What are value stocks?

The second part of the mid-cap value is the style part and says something about which types of stocks are included.

All stocks can be categorized as a value stock or a growth stock.

This is decided by sorting all the stocks by their fundamentals, such as price to earnings (P/E), dividends, earnings, or sales.

The top half of all stocks in the sorting are growth stocks. They could be sorted by P/E. So the top half is filled with high P/E companies. Companies that sport a high P/E are usually high-growth companies like technology stocks and biotech stocks but there could be other kinds of companies.

The bottom half is the value stocks. They have low P/Es. They are typically low-growth companies, mature and stable companies, or companies with negative news.

Value stocks have in the past outperformed growth stocks. In the last 10-15 years value has lagged growth, however.

We usually divide the style into three categories

  • Value
  • Growth
  • Blend

Value contains value stocks, growth contains growth stocks, and blend contains all the stocks. Blend is the sum of all value and growth stocks

There are other styles of investing but growth and value are the two big ones. Examples include smart-beta investing, oftentimes referred to as factor-investing.

Our pick for the best ETF Mid-cap value is the Vanguard Mid-Cap Value ETF. It follows the CRSP US Mid Cap Value Index which uses the CRSP method for assigning stocks to the value or growth category. The CRSP methodology take the following into account when assigning value or growth to a stock:

Value factors:

  1. Book-to-Price Ratio (BP)
  2. Future Earnings-to-Price Ratio (FEP)
  3. Historical Earnings-to-Price Ratio (HEP)
  4. Dividend-to-Price Ratio (DP)
  5. Sales-to-Price Ratio (SP)

Growth factors:

  1. Future Long-term Growth in Earnings Per Share (FLGE)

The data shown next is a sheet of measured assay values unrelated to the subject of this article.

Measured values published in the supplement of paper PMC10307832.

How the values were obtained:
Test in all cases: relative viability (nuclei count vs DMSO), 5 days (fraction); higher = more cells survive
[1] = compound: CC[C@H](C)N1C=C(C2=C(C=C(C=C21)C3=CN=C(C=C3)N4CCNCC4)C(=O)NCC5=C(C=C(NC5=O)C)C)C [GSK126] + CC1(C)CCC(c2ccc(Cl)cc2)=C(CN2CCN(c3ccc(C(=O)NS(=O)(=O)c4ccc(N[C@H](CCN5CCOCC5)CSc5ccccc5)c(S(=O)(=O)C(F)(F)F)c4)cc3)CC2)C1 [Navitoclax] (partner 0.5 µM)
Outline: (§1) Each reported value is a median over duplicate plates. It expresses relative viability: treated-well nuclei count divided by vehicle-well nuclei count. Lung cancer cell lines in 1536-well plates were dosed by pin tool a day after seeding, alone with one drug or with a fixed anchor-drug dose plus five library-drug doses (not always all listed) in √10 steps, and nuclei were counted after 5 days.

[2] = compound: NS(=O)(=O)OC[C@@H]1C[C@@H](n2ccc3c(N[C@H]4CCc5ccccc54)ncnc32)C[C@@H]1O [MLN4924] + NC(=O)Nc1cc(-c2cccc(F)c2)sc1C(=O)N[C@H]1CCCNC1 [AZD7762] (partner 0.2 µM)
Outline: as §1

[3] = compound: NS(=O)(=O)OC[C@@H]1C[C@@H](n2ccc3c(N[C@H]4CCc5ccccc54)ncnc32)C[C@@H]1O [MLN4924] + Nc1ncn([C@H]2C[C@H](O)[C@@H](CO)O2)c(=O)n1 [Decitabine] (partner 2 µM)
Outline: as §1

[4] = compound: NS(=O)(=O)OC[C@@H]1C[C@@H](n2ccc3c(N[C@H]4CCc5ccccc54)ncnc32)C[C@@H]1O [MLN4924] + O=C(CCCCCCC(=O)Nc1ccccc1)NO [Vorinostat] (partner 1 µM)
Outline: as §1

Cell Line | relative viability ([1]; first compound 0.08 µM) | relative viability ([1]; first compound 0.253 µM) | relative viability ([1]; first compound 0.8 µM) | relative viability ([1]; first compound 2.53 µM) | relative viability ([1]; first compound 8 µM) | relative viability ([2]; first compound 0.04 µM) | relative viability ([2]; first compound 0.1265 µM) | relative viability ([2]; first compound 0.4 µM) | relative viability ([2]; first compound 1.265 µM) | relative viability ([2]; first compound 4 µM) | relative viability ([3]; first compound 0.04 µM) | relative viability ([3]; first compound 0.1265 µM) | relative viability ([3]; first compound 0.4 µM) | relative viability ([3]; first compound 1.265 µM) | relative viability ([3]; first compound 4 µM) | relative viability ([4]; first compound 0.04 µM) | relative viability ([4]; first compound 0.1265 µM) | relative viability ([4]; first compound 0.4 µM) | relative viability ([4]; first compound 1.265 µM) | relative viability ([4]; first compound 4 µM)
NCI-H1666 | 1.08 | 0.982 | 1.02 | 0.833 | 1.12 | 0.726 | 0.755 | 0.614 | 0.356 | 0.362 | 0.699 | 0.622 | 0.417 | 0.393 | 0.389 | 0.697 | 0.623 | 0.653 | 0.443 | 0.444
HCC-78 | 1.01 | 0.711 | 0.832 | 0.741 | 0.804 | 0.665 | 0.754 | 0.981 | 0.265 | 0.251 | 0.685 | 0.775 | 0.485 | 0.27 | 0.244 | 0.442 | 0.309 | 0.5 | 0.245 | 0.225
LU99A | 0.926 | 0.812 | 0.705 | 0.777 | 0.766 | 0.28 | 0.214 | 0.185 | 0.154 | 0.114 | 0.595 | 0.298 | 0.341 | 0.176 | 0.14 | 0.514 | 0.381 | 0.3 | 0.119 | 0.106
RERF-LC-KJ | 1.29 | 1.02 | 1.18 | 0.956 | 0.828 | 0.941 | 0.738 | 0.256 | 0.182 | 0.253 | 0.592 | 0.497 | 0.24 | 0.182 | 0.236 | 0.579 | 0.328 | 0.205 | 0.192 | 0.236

2. Future Short-term Growth in Earnings Per Share (FSGE)
  3. Three-year Historical Growth in Earnings Per Share (HGE)
  4. Three-year Historical Growth in Sales Per Share (HGS)
  5. Current Investment-to-Assets Ratio (INV)
  6. Return on Assets (ROA)

You can read about CRSP methodology here.

What are some of the holdings of the mid cap value?

When you buy the Vanguard Mid-Cap Value ETF you become a part-owner of over 200 companies.

The companies you become an owner of come from all parts of the economy. Below you can see a snapshot of the sectors in which the companies operate. Financial services is the largest sector followed by real estate, then consumer cyclical.


Source: Morningstar

Below you can see some of the companies that the Vanguard Mid-Cap Value ETF contains.

These represent the 10 biggest holdings as of 2021.

1Carrier Global Corp.
2Motorola Solutions Inc.
3Discover Financial Services
4International Flavors & Fragrances Inc.
5Welltower Inc.
6Corning Inc.
7AvalonBay Communities Inc.
8Corteva Inc.
9Nucor Corp.
10DR Horton Inc.

What other midcap value ETFs should you consider?

There are many mid-cap value ETFs. In addition to the requirements listed above, you need to keep a keen eye on the index that the ETF used for tracking.